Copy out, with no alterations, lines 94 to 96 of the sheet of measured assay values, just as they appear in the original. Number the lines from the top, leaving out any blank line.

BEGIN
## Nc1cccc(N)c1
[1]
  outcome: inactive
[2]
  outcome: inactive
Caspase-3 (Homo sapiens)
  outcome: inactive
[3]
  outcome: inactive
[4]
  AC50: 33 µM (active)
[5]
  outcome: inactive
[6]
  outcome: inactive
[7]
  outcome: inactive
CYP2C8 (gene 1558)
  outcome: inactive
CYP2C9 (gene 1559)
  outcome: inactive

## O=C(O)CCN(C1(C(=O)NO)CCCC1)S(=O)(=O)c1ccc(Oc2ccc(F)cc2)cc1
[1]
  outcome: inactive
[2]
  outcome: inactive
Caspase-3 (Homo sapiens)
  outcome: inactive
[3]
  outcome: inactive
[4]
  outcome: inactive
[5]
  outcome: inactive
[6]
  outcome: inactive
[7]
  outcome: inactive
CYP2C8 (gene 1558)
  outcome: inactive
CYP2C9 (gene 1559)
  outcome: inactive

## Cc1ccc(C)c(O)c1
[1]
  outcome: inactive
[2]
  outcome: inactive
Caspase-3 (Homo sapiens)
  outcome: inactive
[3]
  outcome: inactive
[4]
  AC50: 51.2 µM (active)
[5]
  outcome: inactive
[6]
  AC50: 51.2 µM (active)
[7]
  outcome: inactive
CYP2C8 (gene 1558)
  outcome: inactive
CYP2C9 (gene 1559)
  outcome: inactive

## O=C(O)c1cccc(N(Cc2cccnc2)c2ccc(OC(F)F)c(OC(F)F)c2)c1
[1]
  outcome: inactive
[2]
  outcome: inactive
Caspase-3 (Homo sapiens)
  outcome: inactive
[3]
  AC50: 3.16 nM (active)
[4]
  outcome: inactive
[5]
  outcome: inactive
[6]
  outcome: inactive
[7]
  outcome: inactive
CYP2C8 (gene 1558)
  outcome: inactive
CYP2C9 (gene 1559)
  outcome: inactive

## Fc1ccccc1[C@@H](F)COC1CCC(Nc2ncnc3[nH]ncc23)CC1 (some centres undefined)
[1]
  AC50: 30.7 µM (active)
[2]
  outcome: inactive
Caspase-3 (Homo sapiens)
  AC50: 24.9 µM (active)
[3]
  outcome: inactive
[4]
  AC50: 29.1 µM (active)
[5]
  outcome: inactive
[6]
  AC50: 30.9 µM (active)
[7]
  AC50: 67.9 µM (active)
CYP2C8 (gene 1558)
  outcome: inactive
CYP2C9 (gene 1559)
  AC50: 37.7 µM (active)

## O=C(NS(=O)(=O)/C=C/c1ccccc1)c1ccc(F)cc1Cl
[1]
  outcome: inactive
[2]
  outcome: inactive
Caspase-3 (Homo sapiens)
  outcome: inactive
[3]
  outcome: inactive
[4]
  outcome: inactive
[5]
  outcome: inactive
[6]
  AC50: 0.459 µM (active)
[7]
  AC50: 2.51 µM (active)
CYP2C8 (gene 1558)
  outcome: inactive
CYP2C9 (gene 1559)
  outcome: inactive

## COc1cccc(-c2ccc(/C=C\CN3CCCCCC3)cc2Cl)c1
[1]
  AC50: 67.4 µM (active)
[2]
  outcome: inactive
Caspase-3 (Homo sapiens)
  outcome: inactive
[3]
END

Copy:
[4]
  AC50: 29.1 µM (active)
[5]